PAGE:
FRESH FACT: The oyster mushroom is used widely in Japanese, Chinese, Korean and Indian cooking and is often considered to be an ‘Asian mushroom’, in actual fact however the fungus was first cultivated in Germany (circa 1917) as a subsistence measure after WW1. Since this time, oyster mushrooms have gone on to become one of the world’s most important mushroom crops.
Mushrooms have been a prized food for thousands of years. Today we wanted to showcase the mushroom varieties- used widely in Asian cuisine- that are now enjoying broader culinary use and a growing popularity in Australia. Thanks to modern farming techniques, many of these varieties are now cultivated on our shores and with their unique flavour, texture and appearance they are an ideal complement to the lighter, delicate flavours of the Spring/Summer months.
AVAILABILITY: exotic mushroom varieties are available in varying quantities year round in Australia- with domestic produce farmed in controlled conditions and imported produce on hand we experience few significant breaks in supply. Please note: due to the highly perishable nature of these items SG&S buy fresh from the markets based on demand, therefore notice (minimum 24-48 hours) is required for the exotic mushroom range- in particular Namenko and Chestnut Mushrooms.
ENOKI MUSHROOMS: aka Enok, Enokitake, Enokidake, Golden Needle, Golden, Snow Puff, Vel
Appearance: beige to off white, spaghetti like stems with a small cap on top (wild varieties are light brown and bigger)
Flavour: mild flavour and crisp texture
Preparation: enoki can be eaten raw or cooked (think Shabu Shabu- hot pot), trim base and prepare as desired, if cooking add just prior to serving
OYSTER MUSHROOMS: aka Abalone mushroom, Pleurote, Hiratake, Tree Oyster
Appearance: fan/shell shaped with prominent gills on the underside (reminiscent of an oyster)- range in colour from white, to yellow to pink
Flavour: delicate, subtly sweet and very versatile- velvety texture they absorbs surrounding flavours
Preparation: best after a flash in the pan– team with fish, white meats & noodles- avoid washing, wipe with a damp cloth & trim ends. Order as required, highly perishable
KING OYSTER: aka King Brown, King Trumpet, Trumpet Royale
Appearance: stout mushroom with a small flat cap (creamy-tan in colour)- giving it a trumpet like shape
Flavour: hearty mushroom flavour
Preparation: trim end of stem before use- cooked it reaches its true ‘almond’ flavour potential- retains its firm, meaty texture under heat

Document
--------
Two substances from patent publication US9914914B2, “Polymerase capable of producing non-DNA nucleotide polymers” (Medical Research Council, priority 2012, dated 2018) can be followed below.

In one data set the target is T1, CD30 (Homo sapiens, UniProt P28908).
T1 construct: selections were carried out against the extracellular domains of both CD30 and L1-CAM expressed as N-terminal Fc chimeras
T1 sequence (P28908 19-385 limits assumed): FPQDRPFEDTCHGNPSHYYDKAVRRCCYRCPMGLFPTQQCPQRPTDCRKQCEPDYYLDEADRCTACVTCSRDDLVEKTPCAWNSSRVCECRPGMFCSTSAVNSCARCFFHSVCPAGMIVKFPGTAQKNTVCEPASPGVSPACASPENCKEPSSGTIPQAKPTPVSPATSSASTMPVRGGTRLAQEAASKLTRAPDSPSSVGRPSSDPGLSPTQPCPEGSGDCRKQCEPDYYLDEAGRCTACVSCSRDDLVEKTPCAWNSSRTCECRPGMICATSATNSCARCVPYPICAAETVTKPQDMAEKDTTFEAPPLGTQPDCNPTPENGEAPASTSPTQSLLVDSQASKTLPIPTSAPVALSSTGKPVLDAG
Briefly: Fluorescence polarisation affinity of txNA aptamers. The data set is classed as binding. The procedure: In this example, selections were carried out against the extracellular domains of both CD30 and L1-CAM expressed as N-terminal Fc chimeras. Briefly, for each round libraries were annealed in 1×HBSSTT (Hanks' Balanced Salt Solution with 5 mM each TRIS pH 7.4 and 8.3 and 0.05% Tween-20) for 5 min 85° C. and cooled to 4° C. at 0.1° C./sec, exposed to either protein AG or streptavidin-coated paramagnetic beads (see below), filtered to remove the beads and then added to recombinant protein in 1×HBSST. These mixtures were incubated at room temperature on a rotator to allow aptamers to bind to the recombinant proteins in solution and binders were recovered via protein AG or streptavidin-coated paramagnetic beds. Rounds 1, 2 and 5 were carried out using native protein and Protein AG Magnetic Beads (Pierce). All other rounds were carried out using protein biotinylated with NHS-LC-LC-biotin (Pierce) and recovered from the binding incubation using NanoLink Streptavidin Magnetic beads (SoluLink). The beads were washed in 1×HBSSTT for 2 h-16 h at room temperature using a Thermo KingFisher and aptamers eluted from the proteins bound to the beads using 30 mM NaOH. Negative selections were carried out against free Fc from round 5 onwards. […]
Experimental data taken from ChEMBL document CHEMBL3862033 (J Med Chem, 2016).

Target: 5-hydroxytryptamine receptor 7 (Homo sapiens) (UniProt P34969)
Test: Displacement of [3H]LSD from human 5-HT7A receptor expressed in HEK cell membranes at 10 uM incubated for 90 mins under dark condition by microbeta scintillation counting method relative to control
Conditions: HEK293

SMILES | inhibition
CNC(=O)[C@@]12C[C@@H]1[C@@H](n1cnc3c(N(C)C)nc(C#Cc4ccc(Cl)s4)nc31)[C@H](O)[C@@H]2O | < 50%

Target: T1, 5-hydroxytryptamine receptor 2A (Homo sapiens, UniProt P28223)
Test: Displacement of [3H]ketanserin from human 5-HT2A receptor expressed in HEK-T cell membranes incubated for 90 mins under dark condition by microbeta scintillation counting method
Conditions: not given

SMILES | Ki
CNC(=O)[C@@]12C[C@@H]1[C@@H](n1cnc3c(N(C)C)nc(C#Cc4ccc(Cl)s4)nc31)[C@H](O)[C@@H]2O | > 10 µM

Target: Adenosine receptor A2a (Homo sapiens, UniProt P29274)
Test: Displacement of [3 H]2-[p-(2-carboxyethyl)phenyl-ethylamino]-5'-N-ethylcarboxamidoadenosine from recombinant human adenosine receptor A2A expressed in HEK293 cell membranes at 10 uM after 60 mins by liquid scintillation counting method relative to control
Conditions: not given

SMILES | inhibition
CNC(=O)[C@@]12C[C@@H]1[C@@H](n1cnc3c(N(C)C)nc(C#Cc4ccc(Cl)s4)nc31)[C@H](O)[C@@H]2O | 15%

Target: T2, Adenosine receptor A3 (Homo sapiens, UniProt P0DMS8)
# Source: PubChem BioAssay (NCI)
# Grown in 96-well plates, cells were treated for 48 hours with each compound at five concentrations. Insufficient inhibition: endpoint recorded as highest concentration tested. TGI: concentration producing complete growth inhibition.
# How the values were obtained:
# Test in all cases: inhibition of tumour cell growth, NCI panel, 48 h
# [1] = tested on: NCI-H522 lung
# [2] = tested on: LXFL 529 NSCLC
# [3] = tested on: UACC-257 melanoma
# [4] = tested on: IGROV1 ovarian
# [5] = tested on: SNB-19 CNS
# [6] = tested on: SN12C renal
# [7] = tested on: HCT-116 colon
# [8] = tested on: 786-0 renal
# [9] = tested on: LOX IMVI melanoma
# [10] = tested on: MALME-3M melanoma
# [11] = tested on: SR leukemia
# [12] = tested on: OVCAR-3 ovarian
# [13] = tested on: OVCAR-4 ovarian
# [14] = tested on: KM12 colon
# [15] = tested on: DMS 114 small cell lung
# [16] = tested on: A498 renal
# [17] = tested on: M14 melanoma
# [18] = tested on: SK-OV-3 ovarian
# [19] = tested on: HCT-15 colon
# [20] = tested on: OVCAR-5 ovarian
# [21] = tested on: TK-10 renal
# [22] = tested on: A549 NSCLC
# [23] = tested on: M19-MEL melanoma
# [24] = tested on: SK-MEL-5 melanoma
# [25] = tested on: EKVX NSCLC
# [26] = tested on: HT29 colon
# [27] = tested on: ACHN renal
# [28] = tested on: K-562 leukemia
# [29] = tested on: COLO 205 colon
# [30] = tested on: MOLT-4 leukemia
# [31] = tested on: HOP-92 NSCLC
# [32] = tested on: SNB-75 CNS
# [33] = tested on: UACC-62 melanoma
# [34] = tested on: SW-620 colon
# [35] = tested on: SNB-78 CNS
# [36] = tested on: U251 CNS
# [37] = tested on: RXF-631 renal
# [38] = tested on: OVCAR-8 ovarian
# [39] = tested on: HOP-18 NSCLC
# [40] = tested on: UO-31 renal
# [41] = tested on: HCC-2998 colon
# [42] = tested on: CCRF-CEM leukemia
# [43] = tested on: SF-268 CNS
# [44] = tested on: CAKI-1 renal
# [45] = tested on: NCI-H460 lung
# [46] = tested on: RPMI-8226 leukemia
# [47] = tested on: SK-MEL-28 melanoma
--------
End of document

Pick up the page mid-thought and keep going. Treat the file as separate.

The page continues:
NAMENKO MUSHROOMS: aka Nameko mushrooms, butterscotch mushroom
Appearance: sticky looking mushroom with slender white stem and amber- yellow rounded cap
Flavour: slightly nutty flavour, silky texture
Preparation: essential in Japanese cuisine, often cooked in stir-fries and miso soup- alternatively sauté, grill or roast
Appearance: cluster of bunched mushrooms with off-white stems and small brown-grey cap that get whiter as they mature
Flavour: when cooked they boast a mild, slightly nutty flavour with a firm yet tender texture
Preparation: cut stems off base before cooking- great in soups, stir-fries, sauces, casseroles, tempura
SHITAKI MUSHROOMS: aka Shiitake, Black Forest Mushroom, Brown Oak, Oriental Black
Appearance: broad umbrella cap ranging in colour from brown to black with light brown gills
Flavour: with a meaty texture and an aromatic, woody flavour this is a firm favourite
Preparation: remove stalk before cooking- pair with white meats, fish, pastas anything that wont overpower its distinctive, rich flavour. While too tough to eat, the stalks of shitake mushrooms lend a rich flavour to stocks/broths/soups.
WOOD EAR: aka Black Fungus, Ear Cloud
Appearance: grey-brown, shaped like an ear
Flavour: used mainly for their distinctive texture and ability to soak up neighbouring flavours
Preparation: available fresh, this is a favourite in Asian cuisine – think small pieces in soups, stir-fries and risottos
Market Insight- Pine Mushrooms, Ghost Mushrooms, Chestnuts and Pig Ear Mushrooms should be starting/becoming more consistent soon, we will keep you informed as to when they are available. For further information on mushroom varieties please visit our previous bulletins – Packed to the Gills and Into the Wild.
Dandelion, Melbourne- Tofu and mushroom pho with lily buds via Gourmet Traveller– see full recipe here